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Guide to Earthquake Insurance

Amy Danise

On the surface, earthquake insurance could make sense: If a quake knocks down your house and destroys your belongings, you want insurance, right? But when you start looking at the exclusions and limits on coverage, earthquake insurance might not seem like a surefire win.

Is earthquake damage covered by insurance?

Homeowners insurance does not generally cover earthquake damage, so you’ll need a separate earthquake insurance policy.

What’s typically covered by earthquake insurance:

  • The dwelling (house).
  • Other structures.
  • Personal property.
  • Loss of use, meaning extra expenses you have if you can’t live at home due to an earthquake.
  • Debris removal of damaged property.
  • Costs to bring the property up to code during reconstruction.
  • Loss assessments you have to pay due to an earthquake, such as a loss assessment against members of a homeowners association.

Make sure you’re aware of the policy’s payment limits for each. For example, the maximum coverage for a dwelling might be lower than the actual cost to rebuild the house.

What’s usually not covered by earthquake insurance:

  • Lawns, plants, trees and shrubs.
  • The value of the land.
  • Structures used for business or rented out to other people.
  • Underground structures such as pipes, cables and drains.
  • Awnings and satellite dishes.
  • Coin and stamp collections.
  • Loss of market value to your house due to the earthquake.
  • Animals, birds and fish.
  • Motor vehicles and boats/watercraft.
  • Things outside such as playground equipment, gazebos and equipment sheds.
  • Property that wasn’t maintained in good or working condition.
  • Property that didn’t belong to you.

Check the policy for special limits on certain items so you’re not caught by surprise if you have an earthquake claim. Things that might have limited coverage include:

  • Swimming pools, spas, hot tubs and fish ponds.
  • Chimney repair.
  • Driveways and sidewalks.
  • Fences.
  • Retaining walls.
  • Possessions such as computer equipment, jewelry, silverware, crystal, china, fine art, sports equipment, guns and more.
  • Structural engineering costs you have in order to determine if you can live in the house, but not including those provided by public entities like a local government.

Special policies for Californians

Earthquake insurance in California is usually purchased through the California Earthquake Authority, which has its own coverage rules.

Tips for buying earthquake insurance

  • Look at the big picture for the limits for your dwelling (house), contents (possessions) and loss of use (additional living expenses if you can’t live at home due to quake damage). In EverQuote’s review of different earthquake policies we saw policies that limited dwelling coverage to $25,000, contents coverage to $5,000 and loss of use to $1,500. That won’t go very far.
  • Check deductibles and calculate the dollar amount you’d have to personally absorb if you had a claim.
  • Watch for coverage limits on specific items. For example, if you have a swimming pool, note which policies exclude pools and what the limit is with other policies. If you have a chimney, note the limits on chimney repair.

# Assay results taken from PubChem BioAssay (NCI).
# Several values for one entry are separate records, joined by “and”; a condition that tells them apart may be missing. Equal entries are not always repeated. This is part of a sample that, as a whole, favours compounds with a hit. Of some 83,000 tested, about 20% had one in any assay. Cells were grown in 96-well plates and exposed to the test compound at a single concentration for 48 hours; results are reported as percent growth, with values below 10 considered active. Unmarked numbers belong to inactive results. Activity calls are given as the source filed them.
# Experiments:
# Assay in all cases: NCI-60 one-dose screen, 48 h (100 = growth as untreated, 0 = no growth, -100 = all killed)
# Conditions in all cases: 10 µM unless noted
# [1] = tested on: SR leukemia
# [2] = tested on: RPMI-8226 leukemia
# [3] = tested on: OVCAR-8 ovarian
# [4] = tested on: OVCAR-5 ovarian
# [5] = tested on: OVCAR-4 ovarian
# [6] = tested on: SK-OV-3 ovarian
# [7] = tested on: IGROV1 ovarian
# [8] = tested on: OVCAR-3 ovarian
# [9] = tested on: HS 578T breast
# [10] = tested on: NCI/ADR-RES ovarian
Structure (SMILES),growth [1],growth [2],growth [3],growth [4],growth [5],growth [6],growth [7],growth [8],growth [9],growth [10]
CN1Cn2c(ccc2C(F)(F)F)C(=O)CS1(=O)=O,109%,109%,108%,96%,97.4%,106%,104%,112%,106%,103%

Some earthquake insurance policies list related problems that will mean you aren’t covered if they happen at the same time as the earthquake, or right before or after the earthquake. These could include:

  • Fire. Although homeowners insurance typically covers fire damage.
  • Other earth movement. This can include landslides, mudflows, sinkholes and volcanic eruptions.
  • Water damage such as a tidal wave or tsunami.
  • An explosion. But explosions are typically covered under a home insurance policy.
  • Your own failure to try to save property at the time of the quake, which the policy might refer to as “neglect.”
  • War, nuclear hazard or pollution.

What do you have to do right after an earthquake?

An earthquake insurance policy might specify what you have to do right after an earthquake in order to make a claim. It might require you to:

  • Notify your insurer right away.
  • Protect the property from further damage.
  • Save all damaged property. Don’t start putting things on the curb for the trash collector!
  • Keep a good record of repair expenses.
  • Provide an inventory of all damaged property, including bills and receipts that show values.
  • Provide receipts for all additional living expenses, such as hotel and restaurant bills (for a “loss of use” claim).
  • Provide documents the insurer requests, which could include banking and financial documents.
  • Even testify under oath about your claim.

How much does earthquake insurance cost?

Here are typical factors and discounts used to calculate rates:

  • The location of the house, including the intensity of shaking expected at the location. The Modified Mercalli Intensity Scale defines levels of shaking.
  • Age of the house: Older homes will generally cost more to insure.
  • Number of stories: Single-story houses tend to be the cheaper for earthquake insurance; split levels can be the most expensive.
  • The grade, or slope, under the house.
  • Foundation type. For example, an insurance filing from GeoVera shows a post-and-pier or stilt construction to be more expensive to insure than a concrete slab foundation.
  • Whether you’ve retrofitted the house to withstand against earthquakes better.
  • Whether the water heater is braced with metal straps.

In California, the average premium is $674 for a policy through the California Earthquake Authority.

Earthquake insurance deductibles

A deductible is the amount subtracted from an insurance claims check. Earthquake deductibles are usually 5% to 15% of the policy’s limit. So even a 5% deductible on a house insured for $300,000 comes in at $15,000.